Not that I think this makes it the best, but that at least someone has gotten satisfactory results with the chip. And since I have a sample pair sitting on my desk right now, I'll try them first.

The only downside is that Analog Devices only carries it in 24 pin SOIC and these things are ridiculously tiny!! I can't see any way to solder the leads.
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Old 18th November 2004, 01:18 PM   #514
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Default Re: Re: IC Balanced Line Driver Input

Hi darkmoebius,

Quote:
Originally posted by darkmoebius


Same here. I tried cleaning up my desk this weekend and it only yielded an extra foot of room. My only solution is to literally move my bed to the other side of the room and bring in a foldup table to extend my desk along the longest wall. I may need to practice the long jump to get into bed

Something like that for me as well but I think this might not meet with approval from certain other parties.

Quote:
Unfortunately, my DAC has single-ended outputs, so I have to add a differential amp or line driver to the outputs. Luckily, that's not too difficult since it's a DIY kit and I'm going to use a chassis w/ lots of room to grow.
Um, see later...

Quote:
BTW, have you figured out the approximate stepup ratio of the 15VA input toroid?
I am using a 1+1:10+10 (ish) with a 12+12:115+115 mains toroid running backwards. This gives me a 1:10 step up.

The input impedance in series is about 60 ohms, which is more than the simple op-amp chips can handle. This is with the 3K7 Rterm necessary to get a flat response.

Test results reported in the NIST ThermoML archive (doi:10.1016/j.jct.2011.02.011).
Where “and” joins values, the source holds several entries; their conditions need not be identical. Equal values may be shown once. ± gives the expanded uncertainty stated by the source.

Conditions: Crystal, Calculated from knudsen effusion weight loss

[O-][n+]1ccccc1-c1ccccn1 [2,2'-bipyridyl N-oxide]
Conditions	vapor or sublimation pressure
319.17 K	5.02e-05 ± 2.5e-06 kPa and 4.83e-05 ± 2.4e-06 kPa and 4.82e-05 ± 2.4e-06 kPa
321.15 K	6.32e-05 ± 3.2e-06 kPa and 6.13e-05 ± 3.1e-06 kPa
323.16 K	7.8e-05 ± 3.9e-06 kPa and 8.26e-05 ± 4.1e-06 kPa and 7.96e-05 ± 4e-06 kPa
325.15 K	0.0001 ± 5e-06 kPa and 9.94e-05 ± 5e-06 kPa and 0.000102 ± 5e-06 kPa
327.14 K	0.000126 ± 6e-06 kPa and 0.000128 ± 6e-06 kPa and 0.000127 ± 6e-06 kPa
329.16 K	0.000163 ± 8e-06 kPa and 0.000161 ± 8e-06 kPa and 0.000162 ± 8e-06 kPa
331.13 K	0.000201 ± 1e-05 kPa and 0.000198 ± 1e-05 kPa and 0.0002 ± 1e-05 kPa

However the AD815 should be able to handle this.

I looked at the data sheet and said "Oops!" To my charign I have discovered that I actually have one of these which I bought in a fit of enthusiasm about four years ago but didn't get any further with trying it out. I even have a matching heatsink for it.

Please note that the data sheet is incorrect and with +- 15 volt supplies the AD815 can drive 20 volts PP NOT 40 as stated. That's the voltage the other side of a 1:2 step up transformer.

The schematic on the front page is also wrong. Whoever did the data sheet must have been having a bad hair day.

Personally I think you could use a DRV134 to split the phases and the simpler circuit as shown on the front page - fewer expensive precision resistors needed.

At the end of the day the input transformer ratio is dependent upon the supply rail of the power amp and the originating input signal level.